Senate Bill 943 (SB 943) was recently signed by Governor Abbott and substantially amends Texas’ Public Information Act (PIA). The amendments to the PIA will take effect on January 1, 2020, and will likely have significant impacts on disclosure obligations under the PIA. Governmental entities and those that may contract with governmental entities must evaluate the new law and how it may impact your responses to PIA requests.

The most significant change made by SB 943 is the statutory clarification of the Texas Supreme Court’s 2015 decision in Boeing Company v. Paxton. In Boeing, the Texas Supreme Court held that the disclosure exception provided by Section 552.104 of the PIA applied to private parties. Following this 2015 decision, government vendors and contractors cited 552.104 as their basis for objecting to public disclosure of documents when such disclosure would provide an advantage to a competitor or bidder. In passing SB 943, the Texas Legislature has effectively reversed the Boeing decision and clarified that Section 552.104 can only be invoked by “governmental bodies” when the governmental body proves that public disclosure of the requested documents will harm the governmental body’s interests and provide “an advantage to a competitor or bidder in a particular ongoing competitive situation” or in a “particular competitive situation” that is “set to reoccur.”

Another important change encompassed within SB 943, is that the PIA will clearly specify that “contracting information” is public, must be disclosed unless an exception applies, and is defined to include: “information in a voucher or contract relating to the receipt or expenditure of public funds,” “bid documents relating to a contract with a governmental body,” “communications between a governmental body and vendor/contractor or potential vendor/contractor during negotiations and performance on the contract,” and “documents showing the governmental body’s criteria for evaluating bids.”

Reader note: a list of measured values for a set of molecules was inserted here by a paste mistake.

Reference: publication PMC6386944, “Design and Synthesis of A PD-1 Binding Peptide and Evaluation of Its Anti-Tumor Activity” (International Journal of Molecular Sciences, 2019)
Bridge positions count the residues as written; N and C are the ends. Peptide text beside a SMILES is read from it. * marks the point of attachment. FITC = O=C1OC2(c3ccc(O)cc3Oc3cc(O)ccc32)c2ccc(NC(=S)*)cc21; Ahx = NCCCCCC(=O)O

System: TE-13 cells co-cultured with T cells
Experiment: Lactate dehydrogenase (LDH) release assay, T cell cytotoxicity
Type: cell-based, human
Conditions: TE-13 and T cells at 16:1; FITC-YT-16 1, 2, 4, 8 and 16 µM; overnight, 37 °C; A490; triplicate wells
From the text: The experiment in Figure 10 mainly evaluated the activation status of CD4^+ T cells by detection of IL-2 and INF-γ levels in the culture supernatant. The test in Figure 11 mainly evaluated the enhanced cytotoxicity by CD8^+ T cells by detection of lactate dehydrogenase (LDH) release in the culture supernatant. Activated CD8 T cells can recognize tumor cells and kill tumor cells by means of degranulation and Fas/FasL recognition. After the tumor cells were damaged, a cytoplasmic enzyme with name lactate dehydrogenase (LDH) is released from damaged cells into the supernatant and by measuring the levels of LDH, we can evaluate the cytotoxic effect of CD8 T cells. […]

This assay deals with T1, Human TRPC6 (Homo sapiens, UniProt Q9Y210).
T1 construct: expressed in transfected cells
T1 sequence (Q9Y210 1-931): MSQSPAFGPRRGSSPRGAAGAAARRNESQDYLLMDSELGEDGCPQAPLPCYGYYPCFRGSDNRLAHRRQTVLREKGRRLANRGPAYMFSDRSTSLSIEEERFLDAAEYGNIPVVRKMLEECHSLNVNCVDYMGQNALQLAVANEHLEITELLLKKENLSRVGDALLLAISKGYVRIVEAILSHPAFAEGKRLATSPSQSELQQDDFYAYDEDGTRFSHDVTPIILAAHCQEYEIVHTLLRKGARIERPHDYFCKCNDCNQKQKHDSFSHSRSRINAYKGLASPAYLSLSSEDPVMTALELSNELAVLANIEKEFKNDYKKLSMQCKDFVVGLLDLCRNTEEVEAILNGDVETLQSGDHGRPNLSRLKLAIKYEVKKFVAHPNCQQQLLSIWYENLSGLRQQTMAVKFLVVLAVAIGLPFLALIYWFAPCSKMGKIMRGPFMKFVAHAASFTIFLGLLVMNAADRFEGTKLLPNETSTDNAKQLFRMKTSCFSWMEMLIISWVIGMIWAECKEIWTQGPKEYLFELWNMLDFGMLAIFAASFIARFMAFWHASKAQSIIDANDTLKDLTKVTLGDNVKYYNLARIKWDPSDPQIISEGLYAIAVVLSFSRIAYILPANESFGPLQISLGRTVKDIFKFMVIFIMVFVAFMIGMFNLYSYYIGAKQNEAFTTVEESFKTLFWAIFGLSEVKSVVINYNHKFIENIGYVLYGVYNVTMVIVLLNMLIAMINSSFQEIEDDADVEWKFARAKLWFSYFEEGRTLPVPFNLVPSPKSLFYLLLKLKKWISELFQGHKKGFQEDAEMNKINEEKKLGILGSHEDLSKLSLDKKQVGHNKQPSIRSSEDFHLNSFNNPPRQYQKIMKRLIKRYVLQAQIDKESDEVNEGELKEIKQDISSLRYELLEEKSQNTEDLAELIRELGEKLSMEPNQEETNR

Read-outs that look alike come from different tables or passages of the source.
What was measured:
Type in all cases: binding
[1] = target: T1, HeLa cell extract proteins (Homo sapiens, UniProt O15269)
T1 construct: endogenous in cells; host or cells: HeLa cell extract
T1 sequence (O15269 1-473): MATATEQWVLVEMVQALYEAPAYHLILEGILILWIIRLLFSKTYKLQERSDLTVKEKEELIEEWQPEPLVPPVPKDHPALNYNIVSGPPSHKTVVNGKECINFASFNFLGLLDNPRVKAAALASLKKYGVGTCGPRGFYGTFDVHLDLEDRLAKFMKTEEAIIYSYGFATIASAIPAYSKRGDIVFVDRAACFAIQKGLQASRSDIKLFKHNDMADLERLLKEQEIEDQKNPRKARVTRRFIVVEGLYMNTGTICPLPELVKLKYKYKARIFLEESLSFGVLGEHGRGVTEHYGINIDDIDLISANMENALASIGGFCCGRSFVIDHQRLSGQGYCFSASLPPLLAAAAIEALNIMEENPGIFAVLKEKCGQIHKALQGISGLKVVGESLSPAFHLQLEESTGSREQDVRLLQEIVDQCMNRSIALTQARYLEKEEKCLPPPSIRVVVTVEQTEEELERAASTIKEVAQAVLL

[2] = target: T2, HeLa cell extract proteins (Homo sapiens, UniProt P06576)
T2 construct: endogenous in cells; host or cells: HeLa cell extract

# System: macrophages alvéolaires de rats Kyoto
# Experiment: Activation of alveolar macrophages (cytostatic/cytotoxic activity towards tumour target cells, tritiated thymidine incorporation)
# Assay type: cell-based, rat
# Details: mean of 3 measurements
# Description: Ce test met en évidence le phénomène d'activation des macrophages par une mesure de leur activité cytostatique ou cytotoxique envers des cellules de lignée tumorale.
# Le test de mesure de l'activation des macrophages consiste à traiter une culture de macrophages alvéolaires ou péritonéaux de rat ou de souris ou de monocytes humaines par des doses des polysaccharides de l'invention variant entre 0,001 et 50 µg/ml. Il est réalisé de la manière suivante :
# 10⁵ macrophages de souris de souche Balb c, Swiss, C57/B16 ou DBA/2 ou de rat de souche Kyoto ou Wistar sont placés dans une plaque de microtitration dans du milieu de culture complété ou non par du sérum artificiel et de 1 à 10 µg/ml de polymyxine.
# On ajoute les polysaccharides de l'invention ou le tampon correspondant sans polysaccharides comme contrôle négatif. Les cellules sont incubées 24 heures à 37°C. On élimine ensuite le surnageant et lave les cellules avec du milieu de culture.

In addition, SB 943 specifies that an entity cannot argue that the following types of “contracting information” are protected by the trade secret and commercial and financial exception or the proprietary information exception:

  • The overall price;
  • The price and description of items or services to be delivered;
  • Delivery and service deadlines;
  • Remedies for breach of contract;
  • The identity of parties to a contract;
  • The execution and effective dates; and
  • Information connected to a vendor or contractor’s performance on the contract.

SB 943 also creates a new third party exception within the PIA for the “confidentiality of proprietary information.” Located in the newly created Section 552.1101,this exception will apply to vendors, contractors, potential vendors, or potential contractors who have submitted “proprietary information” to a governmental body in response to a government bid or proposal. In order to prevent public disclosure of this “proprietary information,” third parties must demonstrate “based on specific factual evidence” that disclosure of the information would provide an advantage to a competitor and will reveal an internal, individualized approach of the non-governmental entity to which the PIA request inquires.